(B) In addition, each entrance to a radiation room at a panoramic irradiator must have an independent backup access control to detect personnel entry while the sources are exposed. Detection of entry while the sources are exposed must cause the sources to return to their fully shielded position and must also activate a visible and audible alarm to make the individual entering the room aware of the hazard. The alarm must also alert at least one other individual who is onsite of the entry. That individual shall be trained on how to respond to the alarm and prepared to promptly render or summon assistance.
(C) A radiation monitor must be provided to detect the presence of high radiation levels in the radiation room of a panoramic irradiator before personnel entry. The monitor must be integrated with personnel access door locks to prevent room access when radiation levels are high. Attempted personnel entry while the monitor measures high radiation levels, must activate the alarm described in 105 CMR 120.643(B). The monitor may be located in the entrance (normally referred to as the maze) but not in the direct radiation beam.
(D) Before the sources move from their shielded position in a panoramic irradiator, the source control must automatically activate conspicuous visible and audible alarms to alert people in the radiation room that the sources will be moved from their shielded position. The alarms must give individuals enough time to leave the room before the sources leave the shielded position.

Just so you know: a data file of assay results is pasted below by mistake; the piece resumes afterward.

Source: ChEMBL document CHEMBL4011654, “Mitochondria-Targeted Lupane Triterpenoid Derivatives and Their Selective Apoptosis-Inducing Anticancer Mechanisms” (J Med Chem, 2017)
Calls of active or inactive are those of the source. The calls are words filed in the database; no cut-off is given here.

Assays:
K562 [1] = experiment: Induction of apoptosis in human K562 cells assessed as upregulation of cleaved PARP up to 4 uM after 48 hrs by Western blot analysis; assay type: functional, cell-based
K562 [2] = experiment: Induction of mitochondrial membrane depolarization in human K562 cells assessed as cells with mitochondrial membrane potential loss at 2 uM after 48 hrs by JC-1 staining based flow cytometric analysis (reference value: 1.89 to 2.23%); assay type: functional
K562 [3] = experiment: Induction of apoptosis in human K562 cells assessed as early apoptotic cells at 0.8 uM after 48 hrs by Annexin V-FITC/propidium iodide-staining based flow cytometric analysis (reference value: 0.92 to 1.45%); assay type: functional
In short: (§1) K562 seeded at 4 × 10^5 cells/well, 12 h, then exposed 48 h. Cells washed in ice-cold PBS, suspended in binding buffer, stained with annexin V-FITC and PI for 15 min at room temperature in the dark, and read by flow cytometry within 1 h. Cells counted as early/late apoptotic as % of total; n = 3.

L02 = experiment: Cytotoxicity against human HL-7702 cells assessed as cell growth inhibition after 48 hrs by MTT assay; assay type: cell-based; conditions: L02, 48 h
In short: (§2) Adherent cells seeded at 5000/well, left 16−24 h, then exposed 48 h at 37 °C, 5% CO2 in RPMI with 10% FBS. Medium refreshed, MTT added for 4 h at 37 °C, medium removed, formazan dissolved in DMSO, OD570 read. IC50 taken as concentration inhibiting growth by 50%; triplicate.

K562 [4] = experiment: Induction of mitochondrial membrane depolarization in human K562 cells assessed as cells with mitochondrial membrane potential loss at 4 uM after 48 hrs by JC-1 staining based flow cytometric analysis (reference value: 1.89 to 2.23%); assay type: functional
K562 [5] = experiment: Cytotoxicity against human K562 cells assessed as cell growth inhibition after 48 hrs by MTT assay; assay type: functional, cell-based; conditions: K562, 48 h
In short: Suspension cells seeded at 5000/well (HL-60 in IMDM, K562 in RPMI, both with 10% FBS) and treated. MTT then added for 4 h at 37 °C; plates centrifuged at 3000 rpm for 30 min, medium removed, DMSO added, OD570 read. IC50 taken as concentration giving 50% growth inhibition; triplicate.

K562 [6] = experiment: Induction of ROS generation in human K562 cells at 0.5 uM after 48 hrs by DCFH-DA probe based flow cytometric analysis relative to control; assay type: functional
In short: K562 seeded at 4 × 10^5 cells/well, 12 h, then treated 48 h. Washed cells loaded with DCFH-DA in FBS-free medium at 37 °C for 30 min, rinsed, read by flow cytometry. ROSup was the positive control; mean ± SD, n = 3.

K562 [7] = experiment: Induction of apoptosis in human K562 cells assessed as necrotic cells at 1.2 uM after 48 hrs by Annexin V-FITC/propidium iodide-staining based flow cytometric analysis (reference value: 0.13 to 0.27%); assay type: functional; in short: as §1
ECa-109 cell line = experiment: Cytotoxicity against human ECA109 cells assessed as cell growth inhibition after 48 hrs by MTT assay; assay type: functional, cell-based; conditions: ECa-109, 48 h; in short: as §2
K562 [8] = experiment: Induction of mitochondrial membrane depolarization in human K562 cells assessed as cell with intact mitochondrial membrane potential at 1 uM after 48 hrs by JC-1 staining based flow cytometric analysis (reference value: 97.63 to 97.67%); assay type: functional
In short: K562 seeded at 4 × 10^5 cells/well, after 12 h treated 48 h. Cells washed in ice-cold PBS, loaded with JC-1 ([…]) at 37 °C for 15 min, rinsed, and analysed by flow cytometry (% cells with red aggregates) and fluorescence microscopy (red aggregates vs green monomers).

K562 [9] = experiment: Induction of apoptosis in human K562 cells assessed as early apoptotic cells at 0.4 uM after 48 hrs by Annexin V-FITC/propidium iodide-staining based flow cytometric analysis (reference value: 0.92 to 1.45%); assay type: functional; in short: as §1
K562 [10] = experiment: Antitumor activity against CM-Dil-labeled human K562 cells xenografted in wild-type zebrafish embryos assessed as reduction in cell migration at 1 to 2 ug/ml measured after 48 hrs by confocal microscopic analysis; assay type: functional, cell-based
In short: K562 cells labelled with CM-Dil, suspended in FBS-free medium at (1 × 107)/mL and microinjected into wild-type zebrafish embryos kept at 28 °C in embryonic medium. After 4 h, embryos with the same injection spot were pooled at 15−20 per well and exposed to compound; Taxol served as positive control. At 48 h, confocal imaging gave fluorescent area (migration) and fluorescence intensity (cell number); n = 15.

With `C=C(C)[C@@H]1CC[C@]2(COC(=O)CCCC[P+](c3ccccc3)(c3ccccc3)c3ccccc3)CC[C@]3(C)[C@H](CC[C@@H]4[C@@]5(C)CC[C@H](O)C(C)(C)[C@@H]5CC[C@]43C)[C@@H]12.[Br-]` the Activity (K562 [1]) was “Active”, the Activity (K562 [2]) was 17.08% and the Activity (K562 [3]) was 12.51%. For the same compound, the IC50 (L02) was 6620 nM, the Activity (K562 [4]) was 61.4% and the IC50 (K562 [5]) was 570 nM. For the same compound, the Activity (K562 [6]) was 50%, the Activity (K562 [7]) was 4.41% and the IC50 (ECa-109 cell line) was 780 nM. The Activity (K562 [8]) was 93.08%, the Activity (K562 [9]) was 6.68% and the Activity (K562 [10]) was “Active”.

(E) Each radiation room at a panoramic irradiator must have a clearly visible and readily accessible control that would allow an individual in the room to make the sources return to their fully shielded position.
(F) Each radiation room of a panoramic irradiator must contain a control that prevents the sources from moving from the shielded position unless the control has been activated and the door or barrier to the radiation room has been closed within a preset time after activation of the control.
(G) Each entrance to the radiation room of a panoramic irradiator and each entrance to the area within the personnel access barrier of an underwater irradiator must be posted as required by 105 CMR 120.238. Radiation postings for panoramic irradiators must comply with the posting requirements of 105 CMR 120.238, except that signs may be removed, covered, or otherwise made inoperative when the sources are fully shielded.
(H) If the radiation room of a panoramic irradiator has roof plugs or other movable shielding, it must not be possible to operate the irradiator unless the shielding is in its proper location. The requirement may be met by interlocks that prevent operation if shielding is not placed properly or by an operating procedure requiring inspection of shielding before operating.